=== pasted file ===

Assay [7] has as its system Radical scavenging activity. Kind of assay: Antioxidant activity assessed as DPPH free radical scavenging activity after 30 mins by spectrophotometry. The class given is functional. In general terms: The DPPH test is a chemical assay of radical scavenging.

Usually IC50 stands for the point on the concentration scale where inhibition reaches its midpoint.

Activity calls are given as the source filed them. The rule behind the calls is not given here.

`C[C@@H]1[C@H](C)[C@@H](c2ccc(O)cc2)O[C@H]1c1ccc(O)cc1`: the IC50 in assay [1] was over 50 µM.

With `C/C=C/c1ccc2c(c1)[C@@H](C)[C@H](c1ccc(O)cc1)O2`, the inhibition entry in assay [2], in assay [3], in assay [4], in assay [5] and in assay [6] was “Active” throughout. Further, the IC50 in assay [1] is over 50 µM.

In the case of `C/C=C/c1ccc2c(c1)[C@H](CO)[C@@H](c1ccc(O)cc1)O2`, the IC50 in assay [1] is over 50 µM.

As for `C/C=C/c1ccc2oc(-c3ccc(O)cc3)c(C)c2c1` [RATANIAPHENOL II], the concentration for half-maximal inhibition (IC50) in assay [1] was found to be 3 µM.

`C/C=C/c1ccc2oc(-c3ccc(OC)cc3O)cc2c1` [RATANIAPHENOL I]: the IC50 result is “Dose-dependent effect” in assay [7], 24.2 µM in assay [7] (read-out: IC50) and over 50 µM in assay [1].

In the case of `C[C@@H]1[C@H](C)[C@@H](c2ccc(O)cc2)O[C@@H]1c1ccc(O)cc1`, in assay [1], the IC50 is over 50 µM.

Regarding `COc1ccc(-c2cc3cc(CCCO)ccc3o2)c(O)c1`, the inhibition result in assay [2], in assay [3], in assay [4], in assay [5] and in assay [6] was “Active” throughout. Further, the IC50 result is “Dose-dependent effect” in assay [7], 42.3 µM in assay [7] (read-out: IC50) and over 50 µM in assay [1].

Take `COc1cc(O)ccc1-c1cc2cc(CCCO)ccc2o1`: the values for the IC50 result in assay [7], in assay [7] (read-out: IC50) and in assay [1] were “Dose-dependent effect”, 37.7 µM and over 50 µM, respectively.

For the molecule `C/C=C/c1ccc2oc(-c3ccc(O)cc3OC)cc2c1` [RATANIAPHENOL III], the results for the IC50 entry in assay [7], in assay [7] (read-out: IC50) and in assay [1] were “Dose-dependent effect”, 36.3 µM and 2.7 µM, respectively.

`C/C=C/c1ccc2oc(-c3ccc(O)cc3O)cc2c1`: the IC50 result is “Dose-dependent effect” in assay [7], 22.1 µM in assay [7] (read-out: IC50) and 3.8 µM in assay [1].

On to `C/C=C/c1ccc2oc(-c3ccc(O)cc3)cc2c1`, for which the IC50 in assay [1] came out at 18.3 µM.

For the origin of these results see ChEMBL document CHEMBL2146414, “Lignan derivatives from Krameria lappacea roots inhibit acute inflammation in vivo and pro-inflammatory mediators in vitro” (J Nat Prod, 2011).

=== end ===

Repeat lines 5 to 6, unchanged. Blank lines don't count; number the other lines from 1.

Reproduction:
With `C/C=C/c1ccc2c(c1)[C@@H](C)[C@H](c1ccc(O)cc1)O2`, the inhibition entry in assay [2], in assay [3], in assay [4], in assay [5] and in assay [6] was “Active” throughout. Further, the IC50 in assay [1] is over 50 µM.

In the case of `C/C=C/c1ccc2c(c1)[C@H](CO)[C@@H](c1ccc(O)cc1)O2`, the IC50 in assay [1] is over 50 µM.